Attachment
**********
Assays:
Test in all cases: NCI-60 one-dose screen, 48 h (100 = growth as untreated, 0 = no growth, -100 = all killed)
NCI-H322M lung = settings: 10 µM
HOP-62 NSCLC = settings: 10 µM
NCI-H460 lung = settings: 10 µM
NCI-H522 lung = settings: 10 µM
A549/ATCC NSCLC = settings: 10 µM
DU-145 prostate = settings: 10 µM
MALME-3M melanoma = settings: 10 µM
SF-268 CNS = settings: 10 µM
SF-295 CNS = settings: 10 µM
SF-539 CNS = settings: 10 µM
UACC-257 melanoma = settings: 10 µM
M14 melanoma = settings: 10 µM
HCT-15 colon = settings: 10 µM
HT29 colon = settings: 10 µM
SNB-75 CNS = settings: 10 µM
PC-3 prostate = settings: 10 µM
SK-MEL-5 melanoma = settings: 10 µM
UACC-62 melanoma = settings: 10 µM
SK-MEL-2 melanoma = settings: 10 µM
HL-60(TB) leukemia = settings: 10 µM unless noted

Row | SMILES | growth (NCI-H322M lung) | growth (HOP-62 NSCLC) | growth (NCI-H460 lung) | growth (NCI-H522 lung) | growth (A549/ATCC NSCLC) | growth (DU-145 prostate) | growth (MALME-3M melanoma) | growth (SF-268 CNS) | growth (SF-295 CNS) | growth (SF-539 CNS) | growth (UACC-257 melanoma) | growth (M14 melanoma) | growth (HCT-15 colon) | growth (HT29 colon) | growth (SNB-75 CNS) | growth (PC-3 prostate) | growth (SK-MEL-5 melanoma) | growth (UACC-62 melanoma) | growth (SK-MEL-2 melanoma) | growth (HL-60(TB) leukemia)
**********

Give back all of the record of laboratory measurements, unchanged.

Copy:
Assays:
Test in all cases: NCI-60 one-dose screen, 48 h (100 = growth as untreated, 0 = no growth, -100 = all killed)
NCI-H322M lung = settings: 10 µM
HOP-62 NSCLC = settings: 10 µM
NCI-H460 lung = settings: 10 µM
NCI-H522 lung = settings: 10 µM
A549/ATCC NSCLC = settings: 10 µM
DU-145 prostate = settings: 10 µM
MALME-3M melanoma = settings: 10 µM
SF-268 CNS = settings: 10 µM
SF-295 CNS = settings: 10 µM
SF-539 CNS = settings: 10 µM
UACC-257 melanoma = settings: 10 µM
M14 melanoma = settings: 10 µM
HCT-15 colon = settings: 10 µM
HT29 colon = settings: 10 µM
SNB-75 CNS = settings: 10 µM
PC-3 prostate = settings: 10 µM
SK-MEL-5 melanoma = settings: 10 µM
UACC-62 melanoma = settings: 10 µM
SK-MEL-2 melanoma = settings: 10 µM
HL-60(TB) leukemia = settings: 10 µM unless noted

Row | SMILES | growth (NCI-H322M lung) | growth (HOP-62 NSCLC) | growth (NCI-H460 lung) | growth (NCI-H522 lung) | growth (A549/ATCC NSCLC) | growth (DU-145 prostate) | growth (MALME-3M melanoma) | growth (SF-268 CNS) | growth (SF-295 CNS) | growth (SF-539 CNS) | growth (UACC-257 melanoma) | growth (M14 melanoma) | growth (HCT-15 colon) | growth (HT29 colon) | growth (SNB-75 CNS) | growth (PC-3 prostate) | growth (SK-MEL-5 melanoma) | growth (UACC-62 melanoma) | growth (SK-MEL-2 melanoma) | growth (HL-60(TB) leukemia)